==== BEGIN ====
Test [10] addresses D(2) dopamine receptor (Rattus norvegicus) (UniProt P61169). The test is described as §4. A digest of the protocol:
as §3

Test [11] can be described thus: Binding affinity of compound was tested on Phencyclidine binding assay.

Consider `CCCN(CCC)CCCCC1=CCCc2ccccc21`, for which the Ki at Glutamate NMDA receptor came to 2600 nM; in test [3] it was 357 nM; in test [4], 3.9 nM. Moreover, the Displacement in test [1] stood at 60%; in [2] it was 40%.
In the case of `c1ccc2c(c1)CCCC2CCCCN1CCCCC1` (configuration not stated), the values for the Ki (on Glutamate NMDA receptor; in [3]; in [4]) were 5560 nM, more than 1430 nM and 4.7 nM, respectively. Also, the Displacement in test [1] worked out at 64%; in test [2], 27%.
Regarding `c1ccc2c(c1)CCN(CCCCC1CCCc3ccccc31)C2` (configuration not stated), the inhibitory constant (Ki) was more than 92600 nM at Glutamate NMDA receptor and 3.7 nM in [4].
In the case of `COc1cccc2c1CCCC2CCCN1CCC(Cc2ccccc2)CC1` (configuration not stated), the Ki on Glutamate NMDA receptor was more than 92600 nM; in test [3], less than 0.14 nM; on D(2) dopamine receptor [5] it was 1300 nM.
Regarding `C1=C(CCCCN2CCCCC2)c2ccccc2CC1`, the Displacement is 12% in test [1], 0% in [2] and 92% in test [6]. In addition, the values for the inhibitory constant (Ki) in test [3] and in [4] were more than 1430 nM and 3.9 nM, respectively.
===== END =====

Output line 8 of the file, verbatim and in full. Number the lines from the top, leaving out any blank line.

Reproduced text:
Regarding `C1=C(CCCCN2CCCCC2)c2ccccc2CC1`, the Displacement is 12% in test [1], 0% in [2] and 92% in test [6]. In addition, the values for the inhibitory constant (Ki) in test [3] and in [4] were more than 1430 nM and 3.9 nM, respectively.